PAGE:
What is Chlamydial Infection?
Chlamydial ("kla-MID-ee-uhl") infection is a curable sexually
(STD), which is caused by a bacterium called
. You can get genital chlamydial infection
during oral, vaginal, or anal sexual contact with an infected
partner. It can cause serious problems in men and women as well as in
newborn babies of infected mothers.
Chlamydial infection is one of the most widespread bacterial STDs
in the United States. The U.S. Centers for Disease Control and
Prevention (CDC) estimates that more than 1.3 million people are
infected each year. Health economists estimate that chlamydial
infections and the other problems they cause cost Americans more than
$2 billion a year.
What Are the Symptoms of This STD?
Because chlamydial infection does not make most people sick, you
can have it and not know it. Those who do have symptoms may have an
abnormal discharge (mucus or pus) from the vagina or penis or pain
while urinating. These early symptoms may be very mild. Symptoms
usually appear within one to three weeks after being infected.
Because the symptoms may be mild or not exist at all, you might not
seek care and get treated.
The infection may move inside the body if it is not treated.
There, it can cause pelvic inflammatory disease (PID) in women and
epidydimitis in men, two very serious illnesses.
C. trachomatis can cause inflamed rectum and inflammation of the
lining of the eye ("pink eye"). The bacteria also can infect the
throat from oral sexual contact with an infected partner.
How Does the Doctor Diagnose Chlamydial Infection?
Chlamydial infection is easily confused with gonorrhea because the
symptoms of both diseases are similar and the diseases can occur
together, though rarely.
The most reliable ways to find out whether the infection is
chlamydial are through laboratory tests. Usually, a doctor or other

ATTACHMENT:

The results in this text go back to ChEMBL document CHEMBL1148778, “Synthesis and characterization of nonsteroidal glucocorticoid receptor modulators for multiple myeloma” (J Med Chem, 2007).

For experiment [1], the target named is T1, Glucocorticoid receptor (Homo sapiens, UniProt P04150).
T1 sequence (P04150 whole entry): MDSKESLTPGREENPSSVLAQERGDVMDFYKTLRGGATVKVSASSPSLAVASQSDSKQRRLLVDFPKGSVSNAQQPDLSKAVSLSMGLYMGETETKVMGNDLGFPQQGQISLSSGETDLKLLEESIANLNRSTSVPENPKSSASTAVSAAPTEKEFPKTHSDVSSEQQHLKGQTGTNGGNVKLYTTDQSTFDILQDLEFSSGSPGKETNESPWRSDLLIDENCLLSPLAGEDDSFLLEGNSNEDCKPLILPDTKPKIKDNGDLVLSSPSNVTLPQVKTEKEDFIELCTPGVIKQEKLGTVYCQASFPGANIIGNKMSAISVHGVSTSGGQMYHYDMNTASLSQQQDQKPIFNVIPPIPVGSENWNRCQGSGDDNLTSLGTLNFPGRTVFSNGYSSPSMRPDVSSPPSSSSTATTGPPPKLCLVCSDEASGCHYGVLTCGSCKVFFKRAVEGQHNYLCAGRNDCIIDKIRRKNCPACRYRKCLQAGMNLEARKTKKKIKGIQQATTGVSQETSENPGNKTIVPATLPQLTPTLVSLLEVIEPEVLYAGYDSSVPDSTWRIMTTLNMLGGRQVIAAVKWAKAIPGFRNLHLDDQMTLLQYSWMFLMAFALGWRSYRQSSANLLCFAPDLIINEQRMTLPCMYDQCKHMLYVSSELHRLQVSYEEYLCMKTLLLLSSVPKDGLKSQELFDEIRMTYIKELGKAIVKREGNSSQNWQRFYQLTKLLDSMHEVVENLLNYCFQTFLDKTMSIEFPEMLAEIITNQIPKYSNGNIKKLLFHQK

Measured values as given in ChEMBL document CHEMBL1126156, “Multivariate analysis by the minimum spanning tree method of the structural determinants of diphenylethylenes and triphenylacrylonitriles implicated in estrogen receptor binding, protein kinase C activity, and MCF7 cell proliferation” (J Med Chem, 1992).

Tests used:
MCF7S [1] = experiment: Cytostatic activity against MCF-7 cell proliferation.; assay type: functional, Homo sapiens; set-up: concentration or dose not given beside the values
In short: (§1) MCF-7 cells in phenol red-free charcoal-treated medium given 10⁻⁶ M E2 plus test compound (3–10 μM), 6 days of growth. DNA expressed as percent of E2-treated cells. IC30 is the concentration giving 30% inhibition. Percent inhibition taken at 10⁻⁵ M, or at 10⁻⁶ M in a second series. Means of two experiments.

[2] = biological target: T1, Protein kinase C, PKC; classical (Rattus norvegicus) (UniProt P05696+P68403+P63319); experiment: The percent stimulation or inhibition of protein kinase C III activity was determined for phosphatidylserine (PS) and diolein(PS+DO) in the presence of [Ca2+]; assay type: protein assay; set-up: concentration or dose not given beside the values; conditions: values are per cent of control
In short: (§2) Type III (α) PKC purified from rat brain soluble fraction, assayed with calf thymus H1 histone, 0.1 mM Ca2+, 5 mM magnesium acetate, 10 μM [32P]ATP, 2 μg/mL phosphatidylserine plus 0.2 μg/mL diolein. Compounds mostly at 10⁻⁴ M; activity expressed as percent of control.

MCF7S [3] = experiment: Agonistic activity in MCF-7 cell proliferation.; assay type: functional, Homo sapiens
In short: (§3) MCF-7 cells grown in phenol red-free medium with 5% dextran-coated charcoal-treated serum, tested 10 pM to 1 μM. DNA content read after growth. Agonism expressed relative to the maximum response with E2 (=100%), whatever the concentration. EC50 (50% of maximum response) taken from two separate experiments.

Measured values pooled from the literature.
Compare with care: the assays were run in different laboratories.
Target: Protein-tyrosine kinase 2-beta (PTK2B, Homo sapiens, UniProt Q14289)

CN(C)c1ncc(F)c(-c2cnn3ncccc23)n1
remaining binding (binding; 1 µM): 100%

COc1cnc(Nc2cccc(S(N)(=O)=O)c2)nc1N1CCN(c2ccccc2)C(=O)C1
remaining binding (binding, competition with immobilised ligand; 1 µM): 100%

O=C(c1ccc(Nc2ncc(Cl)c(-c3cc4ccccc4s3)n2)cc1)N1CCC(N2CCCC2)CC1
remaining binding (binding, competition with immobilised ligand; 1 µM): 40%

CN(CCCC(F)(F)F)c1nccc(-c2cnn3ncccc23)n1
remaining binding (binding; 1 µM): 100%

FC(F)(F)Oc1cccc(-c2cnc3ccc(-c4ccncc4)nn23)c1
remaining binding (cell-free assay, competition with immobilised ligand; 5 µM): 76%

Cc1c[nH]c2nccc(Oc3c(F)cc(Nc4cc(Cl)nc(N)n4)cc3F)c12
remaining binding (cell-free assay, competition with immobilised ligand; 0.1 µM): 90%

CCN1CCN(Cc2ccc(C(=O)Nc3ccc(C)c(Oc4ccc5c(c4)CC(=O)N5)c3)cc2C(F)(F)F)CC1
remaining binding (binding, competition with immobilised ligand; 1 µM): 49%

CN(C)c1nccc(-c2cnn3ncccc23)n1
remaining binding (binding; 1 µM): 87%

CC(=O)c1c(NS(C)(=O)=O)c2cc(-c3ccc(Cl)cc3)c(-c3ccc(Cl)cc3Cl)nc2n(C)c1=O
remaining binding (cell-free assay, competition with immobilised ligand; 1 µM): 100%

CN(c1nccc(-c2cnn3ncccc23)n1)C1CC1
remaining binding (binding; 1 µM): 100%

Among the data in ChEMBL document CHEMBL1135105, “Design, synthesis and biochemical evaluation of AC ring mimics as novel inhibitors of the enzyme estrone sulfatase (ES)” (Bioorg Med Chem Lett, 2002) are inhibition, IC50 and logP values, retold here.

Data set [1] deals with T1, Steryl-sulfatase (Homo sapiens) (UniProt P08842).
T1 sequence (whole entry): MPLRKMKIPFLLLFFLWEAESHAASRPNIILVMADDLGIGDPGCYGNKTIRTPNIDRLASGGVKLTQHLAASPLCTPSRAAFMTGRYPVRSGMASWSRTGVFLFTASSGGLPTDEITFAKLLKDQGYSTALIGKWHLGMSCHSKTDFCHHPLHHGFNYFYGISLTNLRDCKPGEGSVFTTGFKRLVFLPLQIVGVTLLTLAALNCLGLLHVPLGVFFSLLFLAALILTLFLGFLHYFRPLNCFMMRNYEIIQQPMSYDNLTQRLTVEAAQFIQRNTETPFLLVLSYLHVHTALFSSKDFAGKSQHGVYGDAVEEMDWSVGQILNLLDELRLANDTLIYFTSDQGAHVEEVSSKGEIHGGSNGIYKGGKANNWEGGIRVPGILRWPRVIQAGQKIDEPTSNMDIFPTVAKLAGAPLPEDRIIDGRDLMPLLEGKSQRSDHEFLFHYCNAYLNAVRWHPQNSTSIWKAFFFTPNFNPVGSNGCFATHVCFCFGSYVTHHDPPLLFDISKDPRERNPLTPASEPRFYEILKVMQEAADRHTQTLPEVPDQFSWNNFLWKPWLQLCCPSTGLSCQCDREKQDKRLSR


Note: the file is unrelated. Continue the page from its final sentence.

health care worker will send a sample of pus from the vagina or penis
to a laboratory that will look for the bacteria.
The urine test does not require a pelvic exam or swabbing of the
penis. Results from the urine test are available within 24 hours.
How is Chlamydial Infection Treated?
If you are infected with C. trachomatis
, your doctor or other
health care worker will probably give you a prescription for an
antibiotic such as azithromycin (taken for one day only) or
doxycycline (taken for seven days) to treat people with chlamydial
infection. Or, you might get a prescription for another antibiotic
such as erythromycin or ofloxacin.
Doctors may treat pregnant women with azithromycin or
erythromycin, or sometimes, with amoxicillin. Penicillin, which
doctors often use to treat some other STDs, won't cure chlamydial
If you have chlamydial infection:
- Take all of the prescribed medicine, even after symptoms
- If the symptoms do not disappear within one to two weeks after
finishing the medicine, go to your doctor or clinic again.
- It is very important to tell your sex partners that you have
chlamydial infection so that they can be tested and treated.
What Can Happen if the Infection is Not Treated?
In women, untreated chlamydial infections can lead to PID. In men,
untreated chlamydial infections may lead to pain or swelling in the
scrotal area, which is a sign of inflammation of a part of the male
reproductive system located near the testicles known as the
epididymis. Left untreated, these complications can prevent people
from having children.
Each year up to 1 million women in the United States develop PID,
a serious infection of the reproductive organs. As many as half of
all cases of PID may be due to chlamydial infection, and many of
these don't have symptoms. PID can cause scarring of the fallopian
tubes, which can block the tubes and prevent fertilization from
taking place. Researchers estimate that 100,000 women each year
become infertile because of PID.
In other cases, scarring may interfere with the passage of the
fertilized egg to the uterus during pregnancy. When this happens, the
egg may attach itself to the fallopian tube. This is called ectopic
or tubal pregnancy. This very serious condition results in a
miscarriage and can cause death of the mother.
Can Chlamydial Infection Affect a Newborn Baby?
A baby who is exposed to C. trachomatis in the birth canal during
delivery may develop an eye infection or pneumonia. Symptoms of
conjunctivitis or "pink eye," which include discharge and swollen
eyelids, usually develop within the first 10 days of life.
Symptoms of pneumonia, including a cough that gets steadily worse
and congestion, most often develop within three to six weeks of
birth. Doctors can treat both conditions successfully with
antibiotics. Because of these risks to the newborn, many doctors
recommend that all pregnant women get tested for chlamydial
Note: All information is based upon materials published by the National
Institute of Allergy and Infectious Diseases (NIAD) and the
U.S. Centers for Disease Control.